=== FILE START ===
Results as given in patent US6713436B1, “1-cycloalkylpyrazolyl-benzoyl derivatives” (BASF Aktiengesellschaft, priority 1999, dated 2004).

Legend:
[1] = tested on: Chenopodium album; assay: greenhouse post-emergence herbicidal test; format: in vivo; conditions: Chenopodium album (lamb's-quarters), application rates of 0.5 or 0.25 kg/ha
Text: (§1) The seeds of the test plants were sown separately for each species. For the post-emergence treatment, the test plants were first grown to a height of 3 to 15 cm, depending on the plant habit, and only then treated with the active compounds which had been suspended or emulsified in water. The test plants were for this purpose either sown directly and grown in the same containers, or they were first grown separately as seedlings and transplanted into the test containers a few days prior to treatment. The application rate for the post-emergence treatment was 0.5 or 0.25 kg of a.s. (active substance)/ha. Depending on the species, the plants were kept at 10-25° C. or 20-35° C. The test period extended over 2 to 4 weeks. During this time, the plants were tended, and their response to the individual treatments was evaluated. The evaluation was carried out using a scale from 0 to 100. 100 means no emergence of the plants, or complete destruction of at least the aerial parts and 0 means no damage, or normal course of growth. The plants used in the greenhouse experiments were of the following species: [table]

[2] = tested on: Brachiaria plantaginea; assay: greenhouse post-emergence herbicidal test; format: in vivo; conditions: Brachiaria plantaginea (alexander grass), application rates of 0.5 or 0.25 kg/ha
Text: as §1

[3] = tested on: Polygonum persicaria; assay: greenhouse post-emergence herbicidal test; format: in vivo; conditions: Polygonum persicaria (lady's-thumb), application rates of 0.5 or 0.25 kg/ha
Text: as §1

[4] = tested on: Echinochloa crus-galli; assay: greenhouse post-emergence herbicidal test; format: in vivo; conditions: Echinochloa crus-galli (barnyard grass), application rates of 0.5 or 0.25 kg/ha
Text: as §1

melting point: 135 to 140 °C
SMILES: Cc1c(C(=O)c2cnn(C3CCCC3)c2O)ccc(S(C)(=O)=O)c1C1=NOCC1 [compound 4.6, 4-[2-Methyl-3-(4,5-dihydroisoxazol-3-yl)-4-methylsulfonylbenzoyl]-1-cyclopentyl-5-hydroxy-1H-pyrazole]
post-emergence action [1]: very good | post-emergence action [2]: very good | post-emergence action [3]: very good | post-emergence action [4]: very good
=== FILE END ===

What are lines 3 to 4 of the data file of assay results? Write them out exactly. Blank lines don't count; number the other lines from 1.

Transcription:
[1] = tested on: Chenopodium album; assay: greenhouse post-emergence herbicidal test; format: in vivo; conditions: Chenopodium album (lamb's-quarters), application rates of 0.5 or 0.25 kg/ha
Text: (§1) The seeds of the test plants were sown separately for each species. For the post-emergence treatment, the test plants were first grown to a height of 3 to 15 cm, depending on the plant habit, and only then treated with the active compounds which had been suspended or emulsified in water. The test plants were for this purpose either sown directly and grown in the same containers, or they were first grown separately as seedlings and transplanted into the test containers a few days prior to treatment. The application rate for the post-emergence treatment was 0.5 or 0.25 kg of a.s. (active substance)/ha. Depending on the species, the plants were kept at 10-25° C. or 20-35° C. The test period extended over 2 to 4 weeks. During this time, the plants were tended, and their response to the individual treatments was evaluated. The evaluation was carried out using a scale from 0 to 100. 100 means no emergence of the plants, or complete destruction of at least the aerial parts and 0 means no damage, or normal course of growth. The plants used in the greenhouse experiments were of the following species: [table]